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Intellectual Disability

The term 'intellectual disability' refers to a group of conditions caused by various genetic disorders and infections. Intellectual disability is usually identified during childhood, and has an ongoing impact on an individual’s development. Intellectual disability can be defined as a significantly reduced ability to understand new or complex information, learn new skills and to cope independently including social functioning. As with all disability groups, there are many types of intellectual disability with varying degrees of severity.  These include considerable differences in the nature and extent of the intellectual impairments and functional limitations, the causes of the disability, the personal background and social environment of the individual. Some people have genetic disorders that impact severely on their intellectual, social and other functional abilities. Others with mild intellectual impairment may develop adequate living skills and are able to lead relatively independent adult lives.  Approximately 75 per cent of people with intellectual disability are only mildly affected, with 25 per cent moderately, severely or profoundly affected.

Impact of intellectual disability

The characteristics and impact of a person’s intellectual disability will vary depending on the cause.  There are a number of common characteristics that may have a significant impact on an individual’s learning, including:

  • difficulty understanding new information
  • difficulties with communication and social skills
  • slow cognitive processing time
  • difficulty in the sequential processing of information
  • difficulties comprehending abstract concepts.

Austed discussions during 2014 highlighted the challenges that students with an intellectual disability can experience at university level. Students may cope well with  the 'hands-on' components of  post-secondary study, but find it difficult to understand complex information.

One strategy known to be successful is to integrate people with an intellectual disability by providing opportunities for auditing classes. Auditing is an approach whereby a person attends lectures in an award course for general interest (i.e. not for the purpose of completing the requirements of the award).  Auditing does not include assessment, online learning material, or  attendance at laboratory or tutorial classes. It can include access to the library and general campus facilities.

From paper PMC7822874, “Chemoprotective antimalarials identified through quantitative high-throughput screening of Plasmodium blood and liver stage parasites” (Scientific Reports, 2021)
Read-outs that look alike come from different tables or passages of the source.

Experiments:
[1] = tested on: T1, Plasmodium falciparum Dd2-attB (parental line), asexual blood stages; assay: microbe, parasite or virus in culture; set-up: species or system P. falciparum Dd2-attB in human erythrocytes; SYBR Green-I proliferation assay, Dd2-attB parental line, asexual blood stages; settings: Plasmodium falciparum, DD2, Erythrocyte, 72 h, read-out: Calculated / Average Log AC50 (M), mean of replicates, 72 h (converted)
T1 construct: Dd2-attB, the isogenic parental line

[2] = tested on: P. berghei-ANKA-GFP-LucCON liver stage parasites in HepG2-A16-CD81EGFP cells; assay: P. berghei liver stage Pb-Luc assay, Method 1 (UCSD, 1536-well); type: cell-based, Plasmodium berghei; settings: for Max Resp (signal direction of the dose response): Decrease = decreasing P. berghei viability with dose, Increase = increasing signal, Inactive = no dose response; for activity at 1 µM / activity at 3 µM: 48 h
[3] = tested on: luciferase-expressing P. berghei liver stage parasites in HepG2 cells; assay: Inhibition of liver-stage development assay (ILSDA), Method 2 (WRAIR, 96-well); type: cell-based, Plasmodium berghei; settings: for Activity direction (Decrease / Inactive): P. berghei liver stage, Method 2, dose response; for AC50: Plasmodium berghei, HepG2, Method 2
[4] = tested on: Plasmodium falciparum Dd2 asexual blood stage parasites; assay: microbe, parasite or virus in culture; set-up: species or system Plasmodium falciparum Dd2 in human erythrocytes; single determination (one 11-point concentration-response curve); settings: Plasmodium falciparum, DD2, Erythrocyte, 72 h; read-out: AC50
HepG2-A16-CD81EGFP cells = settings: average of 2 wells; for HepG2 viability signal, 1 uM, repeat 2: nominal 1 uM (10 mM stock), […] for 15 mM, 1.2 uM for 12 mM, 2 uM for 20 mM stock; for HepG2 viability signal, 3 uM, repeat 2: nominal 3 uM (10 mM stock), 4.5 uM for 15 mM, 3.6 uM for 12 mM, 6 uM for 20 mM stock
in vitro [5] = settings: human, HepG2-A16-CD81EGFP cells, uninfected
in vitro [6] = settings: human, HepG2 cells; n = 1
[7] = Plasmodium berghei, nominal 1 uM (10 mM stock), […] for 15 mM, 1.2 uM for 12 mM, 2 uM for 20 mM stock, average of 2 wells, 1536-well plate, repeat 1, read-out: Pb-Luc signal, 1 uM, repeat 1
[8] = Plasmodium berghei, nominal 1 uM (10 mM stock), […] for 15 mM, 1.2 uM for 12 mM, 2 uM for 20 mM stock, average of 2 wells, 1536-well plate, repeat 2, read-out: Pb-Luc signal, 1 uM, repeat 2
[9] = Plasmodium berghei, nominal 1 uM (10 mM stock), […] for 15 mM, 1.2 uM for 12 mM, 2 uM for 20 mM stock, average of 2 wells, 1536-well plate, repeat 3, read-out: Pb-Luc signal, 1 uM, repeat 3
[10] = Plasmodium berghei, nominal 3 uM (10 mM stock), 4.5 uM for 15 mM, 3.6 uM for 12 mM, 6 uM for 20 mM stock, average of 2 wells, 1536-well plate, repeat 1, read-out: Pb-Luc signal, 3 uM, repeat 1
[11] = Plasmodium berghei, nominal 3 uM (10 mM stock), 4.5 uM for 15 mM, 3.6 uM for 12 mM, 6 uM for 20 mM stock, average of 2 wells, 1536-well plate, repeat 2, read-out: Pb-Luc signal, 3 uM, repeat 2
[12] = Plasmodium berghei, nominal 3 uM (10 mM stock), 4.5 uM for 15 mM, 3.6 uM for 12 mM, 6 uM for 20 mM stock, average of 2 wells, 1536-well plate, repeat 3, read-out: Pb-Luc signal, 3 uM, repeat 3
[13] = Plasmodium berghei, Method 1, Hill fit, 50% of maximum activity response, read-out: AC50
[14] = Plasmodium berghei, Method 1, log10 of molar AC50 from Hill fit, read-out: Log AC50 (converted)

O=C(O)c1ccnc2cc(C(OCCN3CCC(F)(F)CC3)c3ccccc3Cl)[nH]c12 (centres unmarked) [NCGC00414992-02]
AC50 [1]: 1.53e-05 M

Teaching strategies

It is important to know that despite difficulties in a learning environment students with intellectual disability can and do have the capacity to acquire and use new information. There is a range of inclusive teaching strategies that can assist all students to learn but there are some specific strategies that are useful in teaching a group which includes students with intellectual disability:

  • Provide an outline of what will be taught - highlight key concepts and provide opportunities to practise new skills and concepts.
  • Provide reading lists well before the start of a course so that reading can begin early.
  • Consider tailoring reading lists and provide guidance to key texts. Allow work to be completed on an in-depth study of a few texts rather than a broad study of many.
  • Whenever you are introducing procedures or processes or giving directions, for example in a laboratory or computing exercise, ensure that stages or sequences are made clear and are explained in verbal as well as written form.
  • Students may benefit from using assistive technology.